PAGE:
The split-step method is a mixed domain operator (-x) that adapts a lateral velocity variation. Different approximations for split-step migration have been published (Biondi and Palacharla (1996); Herbert (1992); Huang and Fechler (1997); Kessinger (1992)). Stoffa et al. (1990) introduced the split-step method to migrate post-stack data using one reference velocity. In contrast, the extended split-step algorithm uses more than one reference velocity to accommodate lateral velocity variations, similar to the way that phase-shift-plus-interpolation works Gazdag and Sguazzero (1984).
The split-step algorithm solves the wave equation in -space coordinates. The downward continuation of a wavefield using a split-step algorithm has two parts: the wavefield is first downward continued with a phase shift defined by the DSR operator with a constant reference velocity (equation 2, or focusing term); this is then followed by a vertical time shift correction in the space domain applied to the continued wavefield proportional to the contrast in slowness.
In a strong lateral velocity gradient, the split-step migration does not properly image steep reflectors when kz wavenumbers are limited to avoid evanescent energy (i.e., solving the one-way wave equation). Two consecutive reference velocities define the interval where the required downward continued wavefield for the mapping velocity needs to be interpolated. In general, these wavefields are downward continued by applying a phase shift defined by the vertical depth-wavenumber, kz, as a real function of the migration dips. This last assumption limits the interpolation of the continued wavefields for a velocity between two reference velocities because dips at low velocities correspond to dips at higher reference velocity, and those dips could be lying in the evanescent region of the higher reference velocity Kessinger (1992).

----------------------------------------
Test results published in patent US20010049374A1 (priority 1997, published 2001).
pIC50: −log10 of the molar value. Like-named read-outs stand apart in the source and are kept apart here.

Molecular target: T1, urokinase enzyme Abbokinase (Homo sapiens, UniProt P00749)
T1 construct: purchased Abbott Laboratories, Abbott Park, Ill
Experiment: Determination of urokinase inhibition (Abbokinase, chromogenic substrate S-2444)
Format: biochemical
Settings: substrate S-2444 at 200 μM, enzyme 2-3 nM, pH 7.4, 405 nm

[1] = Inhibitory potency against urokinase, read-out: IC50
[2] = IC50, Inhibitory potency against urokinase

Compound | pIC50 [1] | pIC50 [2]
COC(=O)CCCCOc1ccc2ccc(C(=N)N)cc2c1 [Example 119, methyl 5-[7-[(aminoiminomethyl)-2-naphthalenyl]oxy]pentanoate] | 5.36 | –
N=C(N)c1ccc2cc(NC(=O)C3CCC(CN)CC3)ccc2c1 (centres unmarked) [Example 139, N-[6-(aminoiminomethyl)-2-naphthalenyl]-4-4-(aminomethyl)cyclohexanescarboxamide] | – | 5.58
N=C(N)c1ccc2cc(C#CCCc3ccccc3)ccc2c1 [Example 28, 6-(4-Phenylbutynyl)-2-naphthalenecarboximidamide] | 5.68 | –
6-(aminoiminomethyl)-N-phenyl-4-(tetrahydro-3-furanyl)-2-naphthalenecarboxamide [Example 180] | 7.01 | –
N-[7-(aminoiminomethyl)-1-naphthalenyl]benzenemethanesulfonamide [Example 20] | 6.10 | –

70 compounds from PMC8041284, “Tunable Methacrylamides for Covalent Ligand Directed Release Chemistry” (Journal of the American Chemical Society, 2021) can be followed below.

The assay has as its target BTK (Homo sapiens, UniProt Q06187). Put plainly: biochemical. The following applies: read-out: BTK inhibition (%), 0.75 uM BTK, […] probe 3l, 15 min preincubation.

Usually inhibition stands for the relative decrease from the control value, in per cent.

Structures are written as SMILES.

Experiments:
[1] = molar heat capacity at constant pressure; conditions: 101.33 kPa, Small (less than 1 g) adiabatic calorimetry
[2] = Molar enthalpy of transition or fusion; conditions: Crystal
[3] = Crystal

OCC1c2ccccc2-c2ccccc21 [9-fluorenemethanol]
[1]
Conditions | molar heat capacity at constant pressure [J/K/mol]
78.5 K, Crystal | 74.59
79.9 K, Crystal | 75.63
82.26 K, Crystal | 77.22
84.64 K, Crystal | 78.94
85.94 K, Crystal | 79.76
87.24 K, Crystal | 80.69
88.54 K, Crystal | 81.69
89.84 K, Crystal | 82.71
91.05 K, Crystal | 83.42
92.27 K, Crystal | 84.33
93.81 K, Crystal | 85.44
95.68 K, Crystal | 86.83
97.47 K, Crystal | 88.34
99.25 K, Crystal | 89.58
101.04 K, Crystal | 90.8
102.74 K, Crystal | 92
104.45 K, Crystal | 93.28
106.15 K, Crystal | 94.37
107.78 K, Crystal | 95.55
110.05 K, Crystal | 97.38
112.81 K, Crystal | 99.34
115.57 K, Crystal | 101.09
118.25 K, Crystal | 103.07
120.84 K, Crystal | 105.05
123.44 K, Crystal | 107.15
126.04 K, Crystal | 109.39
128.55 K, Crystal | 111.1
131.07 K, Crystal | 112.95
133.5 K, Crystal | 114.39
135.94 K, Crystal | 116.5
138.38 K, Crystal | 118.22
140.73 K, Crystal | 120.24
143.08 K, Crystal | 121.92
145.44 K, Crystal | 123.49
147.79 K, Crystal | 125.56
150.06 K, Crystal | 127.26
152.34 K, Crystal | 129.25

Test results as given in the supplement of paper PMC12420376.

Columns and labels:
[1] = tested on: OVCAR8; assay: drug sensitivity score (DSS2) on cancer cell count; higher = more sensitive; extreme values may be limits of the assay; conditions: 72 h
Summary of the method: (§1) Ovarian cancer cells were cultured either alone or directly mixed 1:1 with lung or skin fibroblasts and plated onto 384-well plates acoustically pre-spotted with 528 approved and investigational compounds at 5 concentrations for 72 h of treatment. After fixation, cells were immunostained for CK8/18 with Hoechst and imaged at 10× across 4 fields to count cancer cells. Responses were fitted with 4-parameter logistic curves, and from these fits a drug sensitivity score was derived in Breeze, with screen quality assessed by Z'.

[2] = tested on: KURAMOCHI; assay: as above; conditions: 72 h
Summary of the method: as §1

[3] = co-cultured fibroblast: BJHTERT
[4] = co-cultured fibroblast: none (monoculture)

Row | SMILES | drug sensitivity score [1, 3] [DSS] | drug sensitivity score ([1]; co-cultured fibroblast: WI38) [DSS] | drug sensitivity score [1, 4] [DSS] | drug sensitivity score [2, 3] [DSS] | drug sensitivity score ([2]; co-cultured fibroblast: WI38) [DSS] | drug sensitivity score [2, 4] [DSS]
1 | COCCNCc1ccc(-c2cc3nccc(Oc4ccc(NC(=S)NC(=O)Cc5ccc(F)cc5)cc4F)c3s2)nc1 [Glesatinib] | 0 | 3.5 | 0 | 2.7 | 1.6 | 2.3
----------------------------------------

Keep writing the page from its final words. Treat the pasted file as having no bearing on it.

In this paper, we show that including the evanescent energy in the kz-domain helps to obtain an accurate interpolated downward continued wavefield for every migration depth step. Three different data sets are used to make comparisons between extended split-step migration with and without evanescent energy.
In addition, we have an economical 3-D extended split-step prestack migration based on the common-azimuth downward continuation of the wavefield. Common-azimuth migration is based on the stationary-phase approximation of the 3-D DSR in every downward continuation of the wavefield, resulting in a DSR operator independent of the in-line-offset wavenumber (Biondi and Palacharla, 1996).